And while it was nice to partake of the elaborate dining arrangements, it was the game drives and in our tent quarter we found our true joy. Our tent was set up on poles 4 feet off the ground on a deck with a thatched roof above it overlooking the hippo pool. Crocodiles mingled with large pods of hippos that grunted and snorted contentedly as they moved from one end of the old tree-trunk-strewn pool to the other. We reclined on the deck observing the scene that included an assorted bird life and their strange echoing calls.  Pied kingfishers bombed their prey in and around glistening tan-colored islands that were really the hippos’ backs. Swamp acacias hung over the thatched roof, and it was tranquility incarnate, to watch the way the sunlight reflected upward from the water onto the thicker olive colored branches.

Amboseli, home to a large elephant population, was our next stop and our tent in Tortilis camp in the Maasai steppes, was set facing Africa’s highest mountain at 19,340 feet, Kilimanjaro in Tanzania.

On our first game drive we sighted two cheetahs walking in the distance. Their presence put every antelope on the alert. Impalas and gazelle froze in concentration as they monitored their lethal enemies until they were out of sight before resuming grazing.

We watched a lone elephant gorging himself at the edge of an emerald green grassy swamp. The luscious oasis was an interesting phenomenon in the mainly dry terrain, its source being the great mountain. In the meantime, our elephant gradually made its way into the center of the swamp and started to sink deeper.

Alex told us they had already pulled one elephant out the week before. But this one appeared to be going to his doom and was now up to his belly. It looked as if a terrible tragedy was unfolding until the great beast swung its head to the right, and tore its left leg up and then the right one, and with a few more steps it cleared the treacherous swamp. We were so relieved as the elephant drove on.

Alex pointed to two silver-backed jackals up to no good, and laughed heartily when the comical warthog came along and chased them off.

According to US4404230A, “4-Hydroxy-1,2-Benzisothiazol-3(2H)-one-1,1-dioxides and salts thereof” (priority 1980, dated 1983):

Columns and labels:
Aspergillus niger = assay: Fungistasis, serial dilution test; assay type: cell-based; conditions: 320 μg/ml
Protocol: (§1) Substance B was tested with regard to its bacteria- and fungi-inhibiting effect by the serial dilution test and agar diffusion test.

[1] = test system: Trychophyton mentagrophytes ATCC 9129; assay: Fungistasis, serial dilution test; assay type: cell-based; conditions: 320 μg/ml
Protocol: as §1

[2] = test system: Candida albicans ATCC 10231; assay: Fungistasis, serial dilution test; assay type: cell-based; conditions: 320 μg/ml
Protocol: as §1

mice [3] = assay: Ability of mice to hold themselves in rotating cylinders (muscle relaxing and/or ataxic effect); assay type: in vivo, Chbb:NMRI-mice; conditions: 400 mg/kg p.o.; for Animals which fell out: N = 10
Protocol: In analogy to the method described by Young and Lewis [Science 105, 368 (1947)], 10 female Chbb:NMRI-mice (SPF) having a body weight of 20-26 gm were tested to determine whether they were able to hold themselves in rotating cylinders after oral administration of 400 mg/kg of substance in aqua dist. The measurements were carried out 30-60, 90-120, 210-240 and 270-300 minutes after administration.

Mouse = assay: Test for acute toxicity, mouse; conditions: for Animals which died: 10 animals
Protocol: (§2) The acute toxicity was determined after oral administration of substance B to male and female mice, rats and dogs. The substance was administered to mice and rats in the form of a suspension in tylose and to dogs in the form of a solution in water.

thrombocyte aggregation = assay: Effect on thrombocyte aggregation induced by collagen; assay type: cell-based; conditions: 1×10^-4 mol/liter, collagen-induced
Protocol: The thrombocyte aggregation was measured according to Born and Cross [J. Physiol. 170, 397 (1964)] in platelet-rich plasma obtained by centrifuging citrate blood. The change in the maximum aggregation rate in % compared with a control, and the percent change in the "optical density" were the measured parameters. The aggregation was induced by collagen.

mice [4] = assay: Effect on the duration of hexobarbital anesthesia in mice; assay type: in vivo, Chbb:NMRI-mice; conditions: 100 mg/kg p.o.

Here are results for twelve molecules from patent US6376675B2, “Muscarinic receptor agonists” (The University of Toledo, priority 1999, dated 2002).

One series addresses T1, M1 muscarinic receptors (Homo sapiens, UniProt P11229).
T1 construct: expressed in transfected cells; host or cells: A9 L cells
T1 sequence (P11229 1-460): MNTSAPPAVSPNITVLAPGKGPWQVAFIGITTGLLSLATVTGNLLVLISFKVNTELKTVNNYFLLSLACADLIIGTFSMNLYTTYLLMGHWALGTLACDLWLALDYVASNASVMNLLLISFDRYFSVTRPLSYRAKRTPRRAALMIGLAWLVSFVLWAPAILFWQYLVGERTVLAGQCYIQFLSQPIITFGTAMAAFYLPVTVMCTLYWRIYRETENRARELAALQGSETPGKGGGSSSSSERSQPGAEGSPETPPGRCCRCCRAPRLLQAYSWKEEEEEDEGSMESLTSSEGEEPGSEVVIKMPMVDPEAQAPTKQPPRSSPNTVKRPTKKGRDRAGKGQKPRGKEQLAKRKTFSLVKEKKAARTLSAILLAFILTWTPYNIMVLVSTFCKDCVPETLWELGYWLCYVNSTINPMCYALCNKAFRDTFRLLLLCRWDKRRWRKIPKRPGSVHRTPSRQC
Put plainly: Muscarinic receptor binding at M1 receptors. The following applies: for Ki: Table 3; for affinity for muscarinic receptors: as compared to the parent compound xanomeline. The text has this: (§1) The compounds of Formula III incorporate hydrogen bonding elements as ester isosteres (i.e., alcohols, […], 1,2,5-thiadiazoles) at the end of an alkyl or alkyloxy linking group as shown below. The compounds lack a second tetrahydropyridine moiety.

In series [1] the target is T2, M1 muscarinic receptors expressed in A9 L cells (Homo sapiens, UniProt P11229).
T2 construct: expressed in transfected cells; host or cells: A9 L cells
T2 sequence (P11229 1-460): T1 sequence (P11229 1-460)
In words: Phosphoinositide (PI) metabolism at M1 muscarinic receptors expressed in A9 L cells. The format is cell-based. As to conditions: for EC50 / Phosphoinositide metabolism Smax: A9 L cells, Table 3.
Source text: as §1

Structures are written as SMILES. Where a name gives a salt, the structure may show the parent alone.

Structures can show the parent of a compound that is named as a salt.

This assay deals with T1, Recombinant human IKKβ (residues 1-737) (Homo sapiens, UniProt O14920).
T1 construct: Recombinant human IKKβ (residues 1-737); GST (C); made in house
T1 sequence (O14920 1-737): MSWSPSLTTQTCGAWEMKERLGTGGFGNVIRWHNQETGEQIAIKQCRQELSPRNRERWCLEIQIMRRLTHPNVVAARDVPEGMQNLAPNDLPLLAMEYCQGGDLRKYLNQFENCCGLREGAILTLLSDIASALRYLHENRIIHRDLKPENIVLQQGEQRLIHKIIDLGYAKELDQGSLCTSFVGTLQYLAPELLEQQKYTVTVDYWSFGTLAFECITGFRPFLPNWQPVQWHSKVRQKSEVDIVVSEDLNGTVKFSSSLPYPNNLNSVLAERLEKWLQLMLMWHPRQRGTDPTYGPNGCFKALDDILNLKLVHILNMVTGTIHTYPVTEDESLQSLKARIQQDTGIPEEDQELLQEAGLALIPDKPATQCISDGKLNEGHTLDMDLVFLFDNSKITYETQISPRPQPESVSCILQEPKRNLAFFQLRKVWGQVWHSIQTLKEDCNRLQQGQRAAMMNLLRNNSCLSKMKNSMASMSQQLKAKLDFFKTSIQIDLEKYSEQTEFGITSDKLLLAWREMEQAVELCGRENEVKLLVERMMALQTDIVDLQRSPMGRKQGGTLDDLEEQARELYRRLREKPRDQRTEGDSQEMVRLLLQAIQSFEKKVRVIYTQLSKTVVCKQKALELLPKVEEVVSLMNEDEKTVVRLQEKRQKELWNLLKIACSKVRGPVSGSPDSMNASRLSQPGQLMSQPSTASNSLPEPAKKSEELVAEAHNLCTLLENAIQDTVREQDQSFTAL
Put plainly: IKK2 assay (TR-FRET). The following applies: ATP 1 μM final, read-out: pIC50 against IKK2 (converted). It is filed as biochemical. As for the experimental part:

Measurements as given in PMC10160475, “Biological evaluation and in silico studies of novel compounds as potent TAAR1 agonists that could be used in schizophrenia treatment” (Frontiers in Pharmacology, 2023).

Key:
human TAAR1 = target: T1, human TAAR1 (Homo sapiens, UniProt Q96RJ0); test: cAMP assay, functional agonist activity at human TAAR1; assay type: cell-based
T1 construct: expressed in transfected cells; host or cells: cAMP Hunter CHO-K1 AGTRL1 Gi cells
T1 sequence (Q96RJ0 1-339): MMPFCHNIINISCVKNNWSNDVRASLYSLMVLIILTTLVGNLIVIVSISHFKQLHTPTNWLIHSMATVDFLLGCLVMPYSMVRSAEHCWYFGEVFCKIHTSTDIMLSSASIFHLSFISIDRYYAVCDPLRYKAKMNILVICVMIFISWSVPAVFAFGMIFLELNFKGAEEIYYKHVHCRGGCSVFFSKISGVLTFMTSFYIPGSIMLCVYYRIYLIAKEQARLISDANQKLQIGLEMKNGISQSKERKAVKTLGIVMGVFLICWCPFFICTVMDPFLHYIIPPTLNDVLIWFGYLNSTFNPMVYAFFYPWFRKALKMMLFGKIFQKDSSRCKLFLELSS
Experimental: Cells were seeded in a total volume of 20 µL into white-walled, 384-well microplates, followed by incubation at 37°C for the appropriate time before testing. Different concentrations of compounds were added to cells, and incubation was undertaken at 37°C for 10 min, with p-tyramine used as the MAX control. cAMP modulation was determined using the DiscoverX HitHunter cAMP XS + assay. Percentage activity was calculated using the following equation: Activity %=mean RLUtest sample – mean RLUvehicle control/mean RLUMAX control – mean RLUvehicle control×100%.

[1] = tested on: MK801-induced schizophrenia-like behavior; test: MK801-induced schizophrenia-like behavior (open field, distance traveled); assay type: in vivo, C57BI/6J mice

On the second day I got the money shot I longed for: a herd of elephants walking in a line in the foreground five miles from the ionic mountain. Then a family of zebras lingered near the same spot.

Contented, we headed back and as always, we had our twilight encounter with the baboons, as they sat in the road and gave us their unique look of unbridled maniac resentment for having the impertinence to invade their territory. And when Alex compounded the insult by playfully clicking his fingers at them scattering them a few more feet, they shot back dagger looks that always left us helpless with laughter.

Our last stop was Lake Nakuru, to see again one of the greatest wildlife spectacles on earth, the 1 million lesser flamingoes that reside there. Six years ago I described them from a hilltop as being like an immense pink lasso upon the water. Sadly this time I will revise that to a semi-circle. But still, as we walked out to the dwindling lake, they were in the tens of thousands, and they appeared to be doing very well indeed. At one end of the lake there were no birds, due no doubt to the putrid smell that almost took our breath away. There was no reason not to go there, but when that was set against half a million positive reasons in the form of the dazzling flamingos, we considered it the wildlife bargain trip.

East Africa still has the greatest and most diverse concentration of wildlife on the planet.

Flamingoes in Lake Nakuru, Kenya.

Lake Nakuru: home to a million lesser flamingos and one of the great wildlife spectacles on earth. Photo by Bartholomew O'Dwyer

Copyright ©2011 Bartholomew O’Dwyer